It Crossed My Mind: Name the Monster

What are you scared of? That simple question is something we usually want to avoid thinking about. This week, we’re going to explore the power of naming your fears to diminish their power over us.

“No Fear” by Brently Groshong

People don’t like change. At least that’s what they say. Yet change is constant. From the moment we are born there is change, every day, every moment. We don’t fear it. We embrace it. As babies, we are reliant on others for everything. We are at their mercy. We follow their plans. We know nothing of control. I believe this is why Jesus Christ often refers to children in His stories.


And he said: “Truly I tell you, unless you change and become like little children, you will never enter the kingdom of heaven.” Matt.18:3 (NIV)


As we grow and get a little older, a little steadier on our feet, we learn to forsake our dependence on others, and that we, and we alone, control our destinies. Yes, it is true we need to make our own decisions and make wise decisions. But there’s a little more to it. God says: 


“For I know the plans I have for you,” declares the Lord, “plans to prosper you and not to harm you, plans to give you hope and a future.” Jeremiah 29:11 (NIV)


When I accepted Jesus’ never-ending gift of salvation, I gave up my right to make all my decisions, all by myself. I became an ambassador for His Kingdom. I became an extension of Jesus. I am His, and He is mine. 


Perhaps you did, too, made the same choice to follow Jesus, that is, and to let Him have complete control. More or less.


Me, too. 


We think when we relinquish total control of our lives to Jesus that he is going to change things, and we don’t like change. So we hold back a little bit.


I was thinking about this, what holds us back? Fear. More specifically, fear of change. 


When we are kids, we expect someone to tell us what to do. We expect constant change because that is what we know. As we get older and we are expected to make our own decisions, we seek equilibrium to maintain a constant, comfortable state, to live the life we were not able to do when we were kids. We make the decisions. We have control. We don’t have to change. But then we invite Jesus in, say the words about living for Him and letting him take the wheel, but we don’t really let Him take the wheel. Fear.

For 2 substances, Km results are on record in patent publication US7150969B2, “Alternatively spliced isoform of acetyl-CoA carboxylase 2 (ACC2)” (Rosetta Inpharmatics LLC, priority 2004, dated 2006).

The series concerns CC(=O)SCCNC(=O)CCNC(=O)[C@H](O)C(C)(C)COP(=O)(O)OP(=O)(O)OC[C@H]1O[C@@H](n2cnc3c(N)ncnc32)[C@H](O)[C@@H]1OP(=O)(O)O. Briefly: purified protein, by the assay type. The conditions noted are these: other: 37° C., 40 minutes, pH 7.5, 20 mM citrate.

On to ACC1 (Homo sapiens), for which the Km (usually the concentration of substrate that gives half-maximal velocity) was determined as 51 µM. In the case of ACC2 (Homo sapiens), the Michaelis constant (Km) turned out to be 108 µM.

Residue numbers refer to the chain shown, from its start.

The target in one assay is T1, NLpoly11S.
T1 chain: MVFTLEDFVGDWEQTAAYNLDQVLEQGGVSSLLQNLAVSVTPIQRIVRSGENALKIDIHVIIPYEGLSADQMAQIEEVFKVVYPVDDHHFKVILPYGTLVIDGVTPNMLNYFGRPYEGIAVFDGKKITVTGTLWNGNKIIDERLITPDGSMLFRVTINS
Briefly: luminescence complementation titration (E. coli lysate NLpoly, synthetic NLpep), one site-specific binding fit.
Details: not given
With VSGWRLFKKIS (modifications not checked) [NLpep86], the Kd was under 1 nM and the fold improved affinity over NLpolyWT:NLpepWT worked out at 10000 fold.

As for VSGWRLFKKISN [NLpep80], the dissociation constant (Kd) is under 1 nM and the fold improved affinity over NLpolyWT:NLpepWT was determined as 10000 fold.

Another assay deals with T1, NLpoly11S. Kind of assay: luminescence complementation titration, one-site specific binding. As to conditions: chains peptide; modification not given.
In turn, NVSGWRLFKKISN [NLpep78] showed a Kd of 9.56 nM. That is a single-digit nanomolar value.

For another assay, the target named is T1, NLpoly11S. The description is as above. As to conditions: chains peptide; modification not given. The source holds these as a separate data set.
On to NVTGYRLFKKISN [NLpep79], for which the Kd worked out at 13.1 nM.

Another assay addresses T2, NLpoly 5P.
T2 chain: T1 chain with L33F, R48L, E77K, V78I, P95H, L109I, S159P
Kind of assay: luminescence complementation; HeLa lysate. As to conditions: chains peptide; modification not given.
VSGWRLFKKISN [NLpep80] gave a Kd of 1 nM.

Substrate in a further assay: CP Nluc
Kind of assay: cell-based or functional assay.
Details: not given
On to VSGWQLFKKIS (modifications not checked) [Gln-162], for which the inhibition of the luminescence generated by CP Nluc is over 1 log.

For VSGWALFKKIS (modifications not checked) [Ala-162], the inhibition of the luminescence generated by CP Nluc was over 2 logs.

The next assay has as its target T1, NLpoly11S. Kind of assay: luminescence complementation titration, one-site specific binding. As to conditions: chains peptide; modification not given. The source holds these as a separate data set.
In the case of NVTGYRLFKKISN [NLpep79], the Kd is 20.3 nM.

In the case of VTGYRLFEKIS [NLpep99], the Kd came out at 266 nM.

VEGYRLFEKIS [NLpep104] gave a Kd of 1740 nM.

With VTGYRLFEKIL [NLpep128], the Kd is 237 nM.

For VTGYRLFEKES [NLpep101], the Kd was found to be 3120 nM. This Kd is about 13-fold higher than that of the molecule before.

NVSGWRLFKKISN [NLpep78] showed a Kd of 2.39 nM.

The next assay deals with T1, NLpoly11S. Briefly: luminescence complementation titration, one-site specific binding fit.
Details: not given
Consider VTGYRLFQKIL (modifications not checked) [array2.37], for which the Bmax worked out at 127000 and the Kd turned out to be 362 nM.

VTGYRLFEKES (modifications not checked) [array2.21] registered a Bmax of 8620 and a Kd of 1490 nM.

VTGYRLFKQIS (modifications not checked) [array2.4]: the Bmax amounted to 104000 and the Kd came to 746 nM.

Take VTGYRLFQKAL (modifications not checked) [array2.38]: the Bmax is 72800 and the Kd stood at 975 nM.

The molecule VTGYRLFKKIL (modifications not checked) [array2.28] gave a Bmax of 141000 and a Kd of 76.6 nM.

Becoming fearless isn’t the point. That’s impossible. It’s learning how to control your fear, and how to be free from it…Fear doesn’t shut you down; it wakes you up.

― Veronica Roth, Divergent


We love movies, all sorts, especially when they come in series, like the Divergent series. If you haven’t watched them, the action-adventure trilogy is set in a post-apocalyptic world where people are divided into distinct factions based on human virtues: Abnegation, Amity, Candor, Erudite, and Dauntless. These virtues are all desirable, especially as a Christ-follower. I want to be selfless, kind, honest, wise, and brave. But I found the Dauntless’ dedication to courage and fearlessness to be profound. The Dauntless was taught to control and overcome their fears—those things that would normally shut them down. Have you ever had to jump off a moving train onto a building to get home? Or jump into a dark, seemingly endless cavern?


Fear is a natural and human emotion. It is a biochemical response that alerts us to the presence of danger or the threat of harm, whether that danger is real or imagined. The function of fear is to help us avoid harm.


This begs the question: do we trust God or do we fear him? According to that verse from the Book of Jeremiah, God has no plans to harm us. God tells us to “fear not.” It is the most repeated command in the Bible, written some 365 times. God’s plan is not for us to live in fear, especially when it comes to following Jesus. There is no real or imagined danger. We can hand those fears over to God, our good and benevolent parent, and trust Him no matter the change. Fearless by default.


Let’s live fearless for Jackson.